Thursday, January 24, 2008

Rocket woman

Jordan (age 13) did the IT careers test ('Plan-it') last week. We were not at all surprised when it took her aptitude for science and maths and her desire to do something loving and caring and came up with 'Doctor', along with all manner of other medical careers. It probably helped that she told it 'I want to be a doctor'. However, we were rather more taken aback by the alternative career suggestion - astronaut. Maybe they noted her tendency to appear as though she lives on another planet at times; but I thought that was common to all teenagers.

It still wasn't as entertaining as one of her friends, who had the options of 'actor' (I expect this was due to him telling the computer 'I want to be an actor') or....greengrocer. Computer says no, indeed. We can't possibly imagine what questions the program asked to come up with this conclusion.

'Do you like vegetables?' IF YES...

'Do you like to be in an environment where vegetables are the predominant lifeform?' IF YES...

'Do you like to feel a sense of power over the destiny of vegetables?' IF YES...'GREENGROCER!'


'Do you like vegetables?' IF YES...

'Do you like to be in an environment where vegetables are the predominant lifeform?' IF YES...

'Do you like to feel a sense of power over the destiny of vegetables?' IF NO....'ACTOR!'

...or something like that (apologies to any non-vegetable-like actors out there).

Friday, January 18, 2008

The art of application

I had a very depressing day on Wednesday, shortlisting applicants for 2 staff nurse posts. Normally we get just a handful of applications, Dermatology being a bit of an unknown quantity to many nurses and outpatients being viewed as a backwater (not so: but I don't need to convince you now). So we teamed up with orthopaedics outpatients to advertise a post apiece, and were most surprised to get a grand total of 62 applicants. Both Tuesday and Wednesday mornings were spent staring at a computer - we also had a new shortlisting online system to get to grips with - and sifting the wheat from the chaff.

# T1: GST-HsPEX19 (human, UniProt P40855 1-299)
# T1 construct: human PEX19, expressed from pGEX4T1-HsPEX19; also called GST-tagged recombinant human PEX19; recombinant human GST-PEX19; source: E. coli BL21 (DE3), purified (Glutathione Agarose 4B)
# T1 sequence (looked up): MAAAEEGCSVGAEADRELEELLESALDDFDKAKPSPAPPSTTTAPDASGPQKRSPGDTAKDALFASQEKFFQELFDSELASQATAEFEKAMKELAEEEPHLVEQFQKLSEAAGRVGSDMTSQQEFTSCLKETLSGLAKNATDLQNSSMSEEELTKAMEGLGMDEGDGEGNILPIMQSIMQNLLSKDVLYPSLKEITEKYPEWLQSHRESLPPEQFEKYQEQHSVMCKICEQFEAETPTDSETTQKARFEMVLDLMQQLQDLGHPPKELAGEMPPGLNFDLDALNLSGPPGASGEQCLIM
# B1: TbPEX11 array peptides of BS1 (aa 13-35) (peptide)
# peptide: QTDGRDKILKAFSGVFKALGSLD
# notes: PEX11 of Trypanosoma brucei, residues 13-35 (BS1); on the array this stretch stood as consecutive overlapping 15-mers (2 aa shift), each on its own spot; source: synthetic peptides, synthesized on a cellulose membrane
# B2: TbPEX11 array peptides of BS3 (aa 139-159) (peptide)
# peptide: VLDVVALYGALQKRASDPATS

Now I've been on the other side of things, and know the desperate feeling when you need to get out of one job and romp across the proverbially green grass on the other side of the fence. You'll apply for jobs that in no way match your knowledge and skills, and I'm sure I've put in the odd application form with a whiff of desperation about them. But around 30 of these were on a different scale entirely. Nurses from India, Pakistan, The Phillippines and Nigeria all stuck working in Nursing Homes and wanting to work in the NHS. They assured me in broken English that their communication skills were excellent; they reassured me that they knew how to operate all the acute monitoring equipment that we never use in outpatients. They told me they had work permits, or if they didn't that they soon would have. One begged me (please please please give me a chance...); one told me they needed the job so that they could stay with their family; one simply wrote, 'I am a refugee'. Not one (I tell a lie: we shortlisted one from overseas) met the criteria we were looking for. By the end of all that I felt cruel, which is not a feeling I have very often and certainly not one I enjoyed. I wonder what will happen to all those nurses - how many will stay, working in nursing home jobs that they hate and missing their experience in acute wards. I suspect that many of our elderly population will be nursed into their dying days by unhappy staff a long way from home. I wonder how that will feel for both carers and residents.

Monday, January 14, 2008

Chim chim cheroo

The chimney sweep came to sort out two of our chimneys today. Most disappointing. For one thing, he was called Nigel, instead of Bert - very un-sweep-like. For another his methods were untraditional. He had one of those big chim-chim-cheree brushes, but it was yellow not black; and he mainly used an industrial hoover. Also, there was a complete absence of small boys (in varying sizes, ranging from 'tiny' to 'really rather small', to fit every size and shape of flue) in cloth caps waiting to do a cheery song-and-dance routine. Which was a great pity, because we have the scaffolding up for our loft conversion at the moment, so I was fully expecting to join Nigel and a cast of thousands for a Mary Poppins singalong on my roof. As it was, Nigel looked at me a little oddly and asked who I was talking to just because I was discussing the weather with the cat. I don't think the man had much imagination.
Anyway, £50 later (yes, really. If I'd realised I'd have shoved the end of the Dyson, and probably the fluffier one of our cats for good measure, up the chimney myself) we have two chimneys that are considerably less full of debris. They may not be clean enough to eat your dinner off, but hopefully they won't drop bits of mortar all over a) our fire, and b) our bedroom floor, respectively.

Wednesday, January 02, 2008

Season's Greetings

I have just seen the first advert of the year for Cadbury's Creme Eggs.

On January 2nd.

How depressing.